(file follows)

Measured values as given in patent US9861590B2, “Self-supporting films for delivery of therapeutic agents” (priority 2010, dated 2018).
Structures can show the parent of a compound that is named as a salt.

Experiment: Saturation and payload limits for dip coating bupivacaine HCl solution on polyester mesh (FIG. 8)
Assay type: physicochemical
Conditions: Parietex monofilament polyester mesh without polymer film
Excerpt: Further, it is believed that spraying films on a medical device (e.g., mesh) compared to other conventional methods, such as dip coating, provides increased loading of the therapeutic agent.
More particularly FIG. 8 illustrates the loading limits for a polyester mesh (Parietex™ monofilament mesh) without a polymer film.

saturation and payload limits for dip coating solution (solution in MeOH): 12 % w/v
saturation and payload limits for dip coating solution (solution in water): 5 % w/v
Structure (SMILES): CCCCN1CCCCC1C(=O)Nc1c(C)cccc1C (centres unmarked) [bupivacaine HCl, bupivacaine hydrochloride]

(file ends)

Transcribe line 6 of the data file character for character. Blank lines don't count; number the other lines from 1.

Excerpt: Further, it is believed that spraying films on a medical device (e.g., mesh) compared to other conventional methods, such as dip coating, provides increased loading of the therapeutic agent.